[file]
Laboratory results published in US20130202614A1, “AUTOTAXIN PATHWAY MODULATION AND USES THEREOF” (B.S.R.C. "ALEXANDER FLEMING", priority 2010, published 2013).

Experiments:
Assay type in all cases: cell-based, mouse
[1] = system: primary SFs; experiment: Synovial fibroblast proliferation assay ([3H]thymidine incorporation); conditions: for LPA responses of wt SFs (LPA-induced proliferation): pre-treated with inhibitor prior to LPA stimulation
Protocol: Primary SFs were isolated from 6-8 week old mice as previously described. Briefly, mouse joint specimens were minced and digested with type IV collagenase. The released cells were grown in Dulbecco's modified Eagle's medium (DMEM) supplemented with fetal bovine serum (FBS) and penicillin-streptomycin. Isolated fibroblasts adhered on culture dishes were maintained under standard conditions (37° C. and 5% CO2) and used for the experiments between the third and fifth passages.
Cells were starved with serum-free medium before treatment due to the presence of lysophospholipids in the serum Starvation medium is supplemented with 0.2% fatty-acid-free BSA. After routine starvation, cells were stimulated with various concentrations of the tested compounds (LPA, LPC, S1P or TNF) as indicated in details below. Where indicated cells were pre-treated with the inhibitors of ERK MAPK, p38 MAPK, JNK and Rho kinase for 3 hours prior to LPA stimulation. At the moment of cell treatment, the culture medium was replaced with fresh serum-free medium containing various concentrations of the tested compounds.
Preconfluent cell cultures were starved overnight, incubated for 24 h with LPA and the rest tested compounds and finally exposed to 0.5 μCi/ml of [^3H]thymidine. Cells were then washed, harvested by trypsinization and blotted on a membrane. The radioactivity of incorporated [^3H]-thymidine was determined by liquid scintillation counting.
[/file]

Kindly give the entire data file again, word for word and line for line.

Laboratory results published in US20130202614A1, “AUTOTAXIN PATHWAY MODULATION AND USES THEREOF” (B.S.R.C. "ALEXANDER FLEMING", priority 2010, published 2013).

Experiments:
Assay type in all cases: cell-based, mouse
[1] = system: primary SFs; experiment: Synovial fibroblast proliferation assay ([3H]thymidine incorporation); conditions: for LPA responses of wt SFs (LPA-induced proliferation): pre-treated with inhibitor prior to LPA stimulation
Protocol: Primary SFs were isolated from 6-8 week old mice as previously described. Briefly, mouse joint specimens were minced and digested with type IV collagenase. The released cells were grown in Dulbecco's modified Eagle's medium (DMEM) supplemented with fetal bovine serum (FBS) and penicillin-streptomycin. Isolated fibroblasts adhered on culture dishes were maintained under standard conditions (37° C. and 5% CO2) and used for the experiments between the third and fifth passages.
Cells were starved with serum-free medium before treatment due to the presence of lysophospholipids in the serum Starvation medium is supplemented with 0.2% fatty-acid-free BSA. After routine starvation, cells were stimulated with various concentrations of the tested compounds (LPA, LPC, S1P or TNF) as indicated in details below. Where indicated cells were pre-treated with the inhibitors of ERK MAPK, p38 MAPK, JNK and Rho kinase for 3 hours prior to LPA stimulation. At the moment of cell treatment, the culture medium was replaced with fresh serum-free medium containing various concentrations of the tested compounds.
Preconfluent cell cultures were starved overnight, incubated for 24 h with LPA and the rest tested compounds and finally exposed to 0.5 μCi/ml of [^3H]thymidine. Cells were then washed, harvested by trypsinization and blotted on a membrane. The radioactivity of incorporated [^3H]-thymidine was determined by liquid scintillation counting.